House to pass legislation easing overseas child support issues

On behalf of Jarrell, Hicks & Waldman, PC posted in Child Support on Wednesday, June 6, 2012.

Virginia residents may have heard The Hill reports the U.S. House will pass legislation this week that seeks to establish cooperation among several European countries to make it easier for families and children in the U.S. to collect support payments from parents residing overseas. The legislation would also assist those same European countries with tracking down parents in the U.S. who had child support orders issued against them overseas.

The legislation, titled the International Child Support Recovery Act, will implement a 2007 treaty approved by the U.S. Senate in 2010, which is titled the Hague Convention on International Recovery of Child Support and Other Forms of Family Maintenance. According to one of the bill's sponsors, implementing the treaty will remove obstacles children and families in the U.S. face when trying to enforce child support orders from parents who reside overseas.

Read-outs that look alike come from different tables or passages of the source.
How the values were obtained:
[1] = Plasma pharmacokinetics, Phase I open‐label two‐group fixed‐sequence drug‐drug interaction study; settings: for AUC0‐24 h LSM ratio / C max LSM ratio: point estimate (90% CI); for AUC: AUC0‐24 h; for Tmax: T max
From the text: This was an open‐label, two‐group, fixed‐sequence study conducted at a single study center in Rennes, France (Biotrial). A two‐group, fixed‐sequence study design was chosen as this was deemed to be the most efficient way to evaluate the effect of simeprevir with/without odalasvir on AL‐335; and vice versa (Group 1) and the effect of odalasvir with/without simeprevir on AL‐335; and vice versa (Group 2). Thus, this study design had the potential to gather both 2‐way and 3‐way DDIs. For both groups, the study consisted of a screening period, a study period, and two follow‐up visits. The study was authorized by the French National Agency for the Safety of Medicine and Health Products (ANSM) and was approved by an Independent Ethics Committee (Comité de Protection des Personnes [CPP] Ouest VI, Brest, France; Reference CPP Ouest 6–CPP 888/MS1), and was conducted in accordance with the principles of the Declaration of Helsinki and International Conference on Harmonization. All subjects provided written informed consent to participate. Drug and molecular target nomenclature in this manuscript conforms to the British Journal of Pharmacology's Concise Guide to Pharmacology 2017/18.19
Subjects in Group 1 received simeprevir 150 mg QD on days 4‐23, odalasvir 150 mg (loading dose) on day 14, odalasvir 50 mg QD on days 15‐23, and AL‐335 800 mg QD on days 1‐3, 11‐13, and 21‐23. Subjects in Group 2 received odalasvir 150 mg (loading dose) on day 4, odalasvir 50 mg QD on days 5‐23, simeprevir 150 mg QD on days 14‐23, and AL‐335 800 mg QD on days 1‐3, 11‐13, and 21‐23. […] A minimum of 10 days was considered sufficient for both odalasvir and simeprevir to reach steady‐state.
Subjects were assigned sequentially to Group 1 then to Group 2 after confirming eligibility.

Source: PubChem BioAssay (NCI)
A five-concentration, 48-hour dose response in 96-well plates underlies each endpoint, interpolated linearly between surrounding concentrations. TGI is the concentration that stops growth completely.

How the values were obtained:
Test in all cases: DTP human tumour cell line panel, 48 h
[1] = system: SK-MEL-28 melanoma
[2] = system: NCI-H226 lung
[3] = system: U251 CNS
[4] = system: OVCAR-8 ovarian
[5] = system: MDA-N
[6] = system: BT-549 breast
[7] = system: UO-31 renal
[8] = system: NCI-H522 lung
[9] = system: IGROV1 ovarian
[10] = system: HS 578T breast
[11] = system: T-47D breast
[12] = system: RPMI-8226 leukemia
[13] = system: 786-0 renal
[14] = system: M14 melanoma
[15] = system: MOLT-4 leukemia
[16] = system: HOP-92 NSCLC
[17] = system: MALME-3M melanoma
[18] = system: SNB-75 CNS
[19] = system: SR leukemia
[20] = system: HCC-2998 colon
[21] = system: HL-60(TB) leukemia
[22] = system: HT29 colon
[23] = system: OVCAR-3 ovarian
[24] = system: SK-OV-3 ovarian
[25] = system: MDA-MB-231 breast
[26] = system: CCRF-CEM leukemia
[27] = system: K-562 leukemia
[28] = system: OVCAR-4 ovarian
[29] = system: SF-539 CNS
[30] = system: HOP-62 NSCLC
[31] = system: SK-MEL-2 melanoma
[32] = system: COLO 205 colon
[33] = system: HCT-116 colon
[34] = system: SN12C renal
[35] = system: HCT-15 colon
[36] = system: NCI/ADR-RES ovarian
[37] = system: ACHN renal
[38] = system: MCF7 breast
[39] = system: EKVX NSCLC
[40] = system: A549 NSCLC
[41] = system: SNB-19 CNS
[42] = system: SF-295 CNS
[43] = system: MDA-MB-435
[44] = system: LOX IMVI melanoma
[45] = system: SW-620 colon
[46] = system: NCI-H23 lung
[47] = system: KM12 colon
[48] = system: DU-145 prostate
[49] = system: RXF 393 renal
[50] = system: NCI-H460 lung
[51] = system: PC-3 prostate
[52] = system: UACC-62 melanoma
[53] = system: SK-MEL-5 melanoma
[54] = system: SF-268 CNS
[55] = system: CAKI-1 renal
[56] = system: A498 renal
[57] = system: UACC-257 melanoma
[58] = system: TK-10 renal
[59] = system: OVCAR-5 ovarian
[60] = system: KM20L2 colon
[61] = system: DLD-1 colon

Implementing the Hague Convention will empower the Child Support Enforcement programs in various states with more tools to help families and children gain access to needed financial support when parents live in a European country. Several other sponsors of the bill say it will remove barriers enacted when parents cross borders and will save tax payers money by providing stronger legal recourse in which states can pursue parents who have been obligated to pay child support.

Several states already recognize child support orders issued from other countries, however many of these countries do not cooperate with U.S. states in child support requests for parents living overseas. The legislation directs the Department of Health and Human Services to use its authority in enforcing compliance with the treaty as well as share information with the governments of participating countries.

The legislation also seeks to set standards surrounding the information to be shared between countries. All overseas requests for compliance with support orders will go through a foreign government directly to the states. All countries in the European Union plus Albania, Bosnia, Herzegovina, Norway and the Ukraine are participating in the treaty with the U.S.

Source: The Hill, "House to pass bill ensuring cooperation with overseas child-support orders," Pete Kasperowicz, June 4, 2012

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